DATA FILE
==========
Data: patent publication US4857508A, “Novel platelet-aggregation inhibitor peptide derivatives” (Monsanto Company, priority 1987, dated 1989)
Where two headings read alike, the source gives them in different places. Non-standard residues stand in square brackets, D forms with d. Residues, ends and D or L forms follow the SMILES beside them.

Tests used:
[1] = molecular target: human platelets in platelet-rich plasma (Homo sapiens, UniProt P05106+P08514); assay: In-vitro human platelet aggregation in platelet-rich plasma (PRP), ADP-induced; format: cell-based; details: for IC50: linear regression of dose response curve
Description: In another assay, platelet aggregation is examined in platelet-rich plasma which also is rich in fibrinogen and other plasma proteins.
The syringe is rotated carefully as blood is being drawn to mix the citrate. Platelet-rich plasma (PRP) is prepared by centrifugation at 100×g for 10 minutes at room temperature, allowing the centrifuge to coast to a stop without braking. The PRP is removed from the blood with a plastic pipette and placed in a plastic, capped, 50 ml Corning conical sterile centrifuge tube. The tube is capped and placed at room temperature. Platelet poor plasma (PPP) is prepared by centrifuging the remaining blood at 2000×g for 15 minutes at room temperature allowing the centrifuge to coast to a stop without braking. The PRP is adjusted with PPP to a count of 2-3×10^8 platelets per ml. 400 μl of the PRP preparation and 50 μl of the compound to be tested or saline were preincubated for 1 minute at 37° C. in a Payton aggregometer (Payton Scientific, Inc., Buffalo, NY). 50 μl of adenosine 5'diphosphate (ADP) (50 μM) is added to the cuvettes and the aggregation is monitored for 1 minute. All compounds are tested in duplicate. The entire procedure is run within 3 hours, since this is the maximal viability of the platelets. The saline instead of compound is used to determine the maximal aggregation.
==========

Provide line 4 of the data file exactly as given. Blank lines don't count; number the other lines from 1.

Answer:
[1] = molecular target: human platelets in platelet-rich plasma (Homo sapiens, UniProt P05106+P08514); assay: In-vitro human platelet aggregation in platelet-rich plasma (PRP), ADP-induced; format: cell-based; details: for IC50: linear regression of dose response curve